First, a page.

I see it all the time: A small business hires an outside vendor for website development, a freelancer for blogging and social media management, perhaps a search engine optimization consultant, and a public relations agency.
If it sounds complicated, that’s because it is. It’s not ideal for small businesses–especially in terms of management, costs and communication. Internal teams are often unable to effectively manage the various vendor relationships, and the amount of time and money required for this upkeep can be a major drag on the bottom line.
Since launching my own small business four years ago, I’ve watched countless fellow business owners fall into the trap of enlisting and cycling through multiple marketing methods, channels and providers while business growth remains stagnant. Here are three reasons why you should get out of the multi-vendor marketing rut–and one tactic that can streamline your efforts going forward.
A 2014 Direct Marketing Association survey found that 30 percent of marketers manage more than seven vendors. The same study reported that 20 percent of respondents spent 15 hours each week managing vendors. That’s more than a third of a 40-hour work week dedicated to vendor management.
You have more pressing things to worry about than managing multiple marketing vendors–managing your in-house team, serving customers, nurturing leads and referral sources and maintaining smooth operations. If you’re spending a third or more of your time doing just that, it hinders your ability to run and grow a business and cater to existing customers.
Just prior to launching my business four years ago, I employed a multi-vendor approach to building the new brand. I hired a graphic designer and a separate website developer, and it resulted in a clunky process that delayed my public launch about a month from my target date, chewed up way too much of my time and ultimately forced me to rebuild the website less than a year later.
The costs associated with managing multiple vendors and their various contracts can pile up quickly and lead to a perfect storm of inefficiency. It means invoices coming from several sources, multiple renewal periods, varying service agreements and dedicating company resources to sorting all of this out.
Additionally, there’s the cost of vendor turnover. Dropping and adding vendors, which is a common aspect of the multi-vendor approach, can prompt excessive overhead and labor costs in a similar way employee turnover does.
Hiring a traditional public relations agency, for example, usually requires a setup period at billable hours where they conduct research, build out a strategy and compile it into a formal plan. If you replace that agency with a public relations freelancer a few months later, you begin the process all over again and essentially eat the costs of the overlapping planning work.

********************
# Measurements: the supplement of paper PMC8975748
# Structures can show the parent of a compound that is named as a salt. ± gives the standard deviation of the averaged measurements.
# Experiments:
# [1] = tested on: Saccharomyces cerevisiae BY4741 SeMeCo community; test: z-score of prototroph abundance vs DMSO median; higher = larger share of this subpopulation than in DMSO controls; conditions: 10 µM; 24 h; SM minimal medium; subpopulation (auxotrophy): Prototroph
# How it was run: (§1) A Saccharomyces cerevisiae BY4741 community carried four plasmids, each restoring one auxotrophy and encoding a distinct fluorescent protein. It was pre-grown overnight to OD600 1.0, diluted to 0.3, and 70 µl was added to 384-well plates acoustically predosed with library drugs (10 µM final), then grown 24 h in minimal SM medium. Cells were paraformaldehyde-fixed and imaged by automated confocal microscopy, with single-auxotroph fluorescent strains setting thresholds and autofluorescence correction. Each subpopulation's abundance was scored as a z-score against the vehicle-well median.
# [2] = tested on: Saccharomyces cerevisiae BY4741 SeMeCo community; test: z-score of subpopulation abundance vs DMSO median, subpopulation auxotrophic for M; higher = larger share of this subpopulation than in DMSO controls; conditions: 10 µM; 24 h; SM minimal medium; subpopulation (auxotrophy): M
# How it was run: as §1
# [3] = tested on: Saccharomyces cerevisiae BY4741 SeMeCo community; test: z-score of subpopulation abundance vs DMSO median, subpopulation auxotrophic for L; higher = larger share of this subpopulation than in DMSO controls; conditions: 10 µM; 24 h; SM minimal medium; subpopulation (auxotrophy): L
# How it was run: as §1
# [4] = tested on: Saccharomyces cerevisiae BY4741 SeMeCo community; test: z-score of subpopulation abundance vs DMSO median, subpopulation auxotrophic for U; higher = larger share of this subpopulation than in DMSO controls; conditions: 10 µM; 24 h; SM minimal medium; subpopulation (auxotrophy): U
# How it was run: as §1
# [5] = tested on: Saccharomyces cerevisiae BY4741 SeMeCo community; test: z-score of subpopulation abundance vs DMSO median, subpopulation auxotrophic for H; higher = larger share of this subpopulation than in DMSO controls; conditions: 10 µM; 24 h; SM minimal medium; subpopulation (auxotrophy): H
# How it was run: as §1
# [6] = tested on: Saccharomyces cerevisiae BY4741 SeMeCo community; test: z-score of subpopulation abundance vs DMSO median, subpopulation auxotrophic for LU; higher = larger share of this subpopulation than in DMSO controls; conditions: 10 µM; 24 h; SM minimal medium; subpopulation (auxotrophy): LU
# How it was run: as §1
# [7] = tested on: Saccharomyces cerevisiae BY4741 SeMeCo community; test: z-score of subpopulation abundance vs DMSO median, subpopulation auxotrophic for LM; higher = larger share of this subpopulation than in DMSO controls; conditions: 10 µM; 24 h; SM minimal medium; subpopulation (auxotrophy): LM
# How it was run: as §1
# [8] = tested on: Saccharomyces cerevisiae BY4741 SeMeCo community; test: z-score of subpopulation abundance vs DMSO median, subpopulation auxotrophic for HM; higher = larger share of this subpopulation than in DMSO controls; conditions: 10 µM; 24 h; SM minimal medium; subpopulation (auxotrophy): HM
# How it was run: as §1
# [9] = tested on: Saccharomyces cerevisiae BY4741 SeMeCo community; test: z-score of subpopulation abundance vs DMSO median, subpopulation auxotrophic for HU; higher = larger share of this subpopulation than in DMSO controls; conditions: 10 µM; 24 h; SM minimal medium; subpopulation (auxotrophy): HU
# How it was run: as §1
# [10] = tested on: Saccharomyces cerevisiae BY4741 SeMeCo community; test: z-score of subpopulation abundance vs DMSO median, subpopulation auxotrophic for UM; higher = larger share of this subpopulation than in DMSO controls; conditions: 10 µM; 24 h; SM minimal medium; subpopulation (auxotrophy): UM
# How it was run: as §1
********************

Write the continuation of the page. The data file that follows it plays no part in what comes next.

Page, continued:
When marketing efforts are dispersed across multiple vendors, it often falls on the marketing manager or even business owner to facilitate communication as a middleman. Furthermore, conflicts of interest arise when marketing vendors view other vendors as a threat, making communication and cooperation between these entities a real struggle.
With lousy communication, it’s almost impossible to get all vendors on the same page about a business’s overall marketing goals. As a result, individual vendors often focus solely on the specific duty that they have been assigned without viewing it within the context of the business’s greater marketing goals.
Once, I received a frantic call from a public relations client regarding a mysterious press release that had been issued on behalf of his firm without his knowledge or authorization. After assuring him it had not come from my agency, I noticed it was oversaturated with backlinks to the client’s website.
I called the client back and asked if he was working with an SEO agency he hadn’t told us about. He confirmed, and it turned out the agency was the source of the problematic release.
Integration as a solution
Integrated marketing is when marketing, public relations, advertising and similar strategies work together toward common overarching goals. Unlike multi-vendor marketing, it’s not simply pursuing each of those verticals, but doing so through a fully collaborative team. By consolidating and distributing your marketing responsibilities among one or two integrated, long-term creative partners, you can pursue your company’s marketing goals with greater time and cost efficiency.
A lot of you probably don’t have the resources or steady revenue to commit to working with an integrated agency long term. In that case, the inefficiencies of cycling through several small marketing vendors could be a better alternative than neglecting marketing altogether. If you’re committed to efficient long-term growth, however, pairing an in-house team with an integrated agency partner is a more attractive and better overall option.
This article was originally published in Brian Hart’s Inc column. View original article.